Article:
The defendants were arrested in August 2009 after Phillip Garrido inexplicably brought his ragtag clan to a meeting with his parole officer, who had no idea the convicted rapist had been living with a young woman and two girls he described as his nieces.
Dugard at first tried to conceal her identity, telling authorities she was hiding from an abusive husband in Minnesota and giving her name as Alyssa, Garrido eventually acknowledged kidnapping her, and Dugard disclosed her identity.
It was UC Berkeley Police Officer Allison Jacobs and her partner who noticed something suspicious about a man and several women passing out literature on the UC Berkeley campus. The officers took them into custody, essentially serving as the catalyst in Dugard’s discovery.
Jacobs was invited by prosecutors to watch Thursday’s sentencing.
“It’s affected me in public, you know, going out obviously, I mean I can’t believe that I’m still recognized wherever I go,” she described how her life has changed since that fateful day. “It’s affected me on the street. People don’t really take me seriously because they see me in the media and they kind of, ‘oh, you’re the Jaycee cop or you’re the Oprah cop.’ No, I’m Officer Jacobs and you’re under arrest.”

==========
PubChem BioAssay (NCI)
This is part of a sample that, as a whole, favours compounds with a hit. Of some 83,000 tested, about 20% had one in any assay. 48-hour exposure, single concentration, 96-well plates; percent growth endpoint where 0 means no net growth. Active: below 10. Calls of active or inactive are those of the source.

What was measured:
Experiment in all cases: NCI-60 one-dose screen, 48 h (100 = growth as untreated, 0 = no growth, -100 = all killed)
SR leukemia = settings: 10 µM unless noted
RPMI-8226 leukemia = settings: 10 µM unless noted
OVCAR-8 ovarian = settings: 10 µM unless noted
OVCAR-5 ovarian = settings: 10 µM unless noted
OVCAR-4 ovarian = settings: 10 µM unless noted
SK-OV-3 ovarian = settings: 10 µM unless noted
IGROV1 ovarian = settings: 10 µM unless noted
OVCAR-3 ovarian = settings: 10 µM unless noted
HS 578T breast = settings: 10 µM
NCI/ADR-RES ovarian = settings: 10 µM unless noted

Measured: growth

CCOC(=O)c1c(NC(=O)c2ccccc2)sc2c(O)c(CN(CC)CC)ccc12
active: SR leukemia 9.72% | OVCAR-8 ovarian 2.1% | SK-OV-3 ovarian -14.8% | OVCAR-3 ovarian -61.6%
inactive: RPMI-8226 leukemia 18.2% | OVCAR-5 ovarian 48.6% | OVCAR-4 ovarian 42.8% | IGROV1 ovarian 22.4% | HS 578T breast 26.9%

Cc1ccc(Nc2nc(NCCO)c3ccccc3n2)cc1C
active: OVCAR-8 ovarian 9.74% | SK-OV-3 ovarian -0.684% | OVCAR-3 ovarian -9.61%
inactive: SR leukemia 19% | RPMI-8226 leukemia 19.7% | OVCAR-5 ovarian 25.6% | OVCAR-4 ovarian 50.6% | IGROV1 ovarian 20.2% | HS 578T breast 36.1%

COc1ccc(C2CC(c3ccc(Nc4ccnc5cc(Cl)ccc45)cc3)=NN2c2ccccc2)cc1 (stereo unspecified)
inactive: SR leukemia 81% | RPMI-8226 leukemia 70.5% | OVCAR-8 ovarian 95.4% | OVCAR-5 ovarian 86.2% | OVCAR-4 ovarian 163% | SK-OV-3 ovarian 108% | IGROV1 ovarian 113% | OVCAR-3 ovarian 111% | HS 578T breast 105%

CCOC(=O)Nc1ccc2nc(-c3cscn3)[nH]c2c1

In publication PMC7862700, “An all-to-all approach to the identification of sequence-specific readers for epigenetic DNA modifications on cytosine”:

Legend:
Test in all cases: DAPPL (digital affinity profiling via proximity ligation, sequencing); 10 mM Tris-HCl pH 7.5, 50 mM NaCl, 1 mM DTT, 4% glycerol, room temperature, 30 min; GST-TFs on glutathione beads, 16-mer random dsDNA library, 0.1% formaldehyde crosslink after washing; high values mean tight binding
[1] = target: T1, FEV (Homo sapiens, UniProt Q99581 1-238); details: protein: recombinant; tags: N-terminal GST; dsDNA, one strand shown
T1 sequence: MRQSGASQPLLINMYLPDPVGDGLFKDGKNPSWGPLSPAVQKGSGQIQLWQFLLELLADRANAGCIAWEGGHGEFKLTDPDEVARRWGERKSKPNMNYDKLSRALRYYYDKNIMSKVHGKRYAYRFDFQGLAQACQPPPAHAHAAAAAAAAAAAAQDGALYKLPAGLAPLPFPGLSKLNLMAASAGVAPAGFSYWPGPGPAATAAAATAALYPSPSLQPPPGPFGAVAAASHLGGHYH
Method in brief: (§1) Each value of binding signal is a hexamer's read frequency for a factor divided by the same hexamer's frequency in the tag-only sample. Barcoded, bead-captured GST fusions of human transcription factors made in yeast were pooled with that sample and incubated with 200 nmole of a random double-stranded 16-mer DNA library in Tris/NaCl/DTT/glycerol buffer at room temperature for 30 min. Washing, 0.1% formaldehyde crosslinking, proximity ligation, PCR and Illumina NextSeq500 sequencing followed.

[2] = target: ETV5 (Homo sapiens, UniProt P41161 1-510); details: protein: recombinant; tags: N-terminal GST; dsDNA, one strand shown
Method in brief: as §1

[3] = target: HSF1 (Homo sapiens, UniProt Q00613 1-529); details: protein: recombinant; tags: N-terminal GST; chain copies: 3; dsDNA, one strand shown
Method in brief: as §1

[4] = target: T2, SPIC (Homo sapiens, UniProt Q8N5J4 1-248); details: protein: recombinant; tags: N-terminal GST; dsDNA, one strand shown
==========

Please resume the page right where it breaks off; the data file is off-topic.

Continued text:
KCBS’ Bob Melrose Reports:
Jacobs stressed that she is proud of Dugard and the way she has worked to overcome her ordeal.
Her reappearance proved a costly embarrassment for California parole officials, who had to explain how a parolee under intensive supervision could live with his victim and have children with her undetected.
The situation existed despite repeated surprise home visits and a woman telling sheriff’s deputies in 2006 that her sex offender neighbor was living with small children.
The state last year paid Dugard a $20 million settlement under which officials acknowledged repeated mistakes were made by parole agents responsible for monitoring Garrido. California has since increased monitoring of sex offenders.
Katie Callaway Hall, one of Garrido’s previous rape victims, attended the sentencing so she could see for herself that he was being put away for the rest of his life.
She said she’s lived in fear ever since he was released from prison following his previous conviction, but that now she finally feels lighter.
“I’ve always said I would never feel safe knowing he’s on this Earth, but 400 years works for me,” she said.
She said that in a way, she is lucky because she was victimized for eight hours instead of 18 years, but that the attack changed her life forever.
“You can say you’ve gotten over it and moved on, but it changes your DNA,” she said.
(Copyright 2011 by CBS San Francisco. All Rights Reserved. This material may not be published, broadcast, rewritten, or redistributed. Wire services may have contributed to this report.)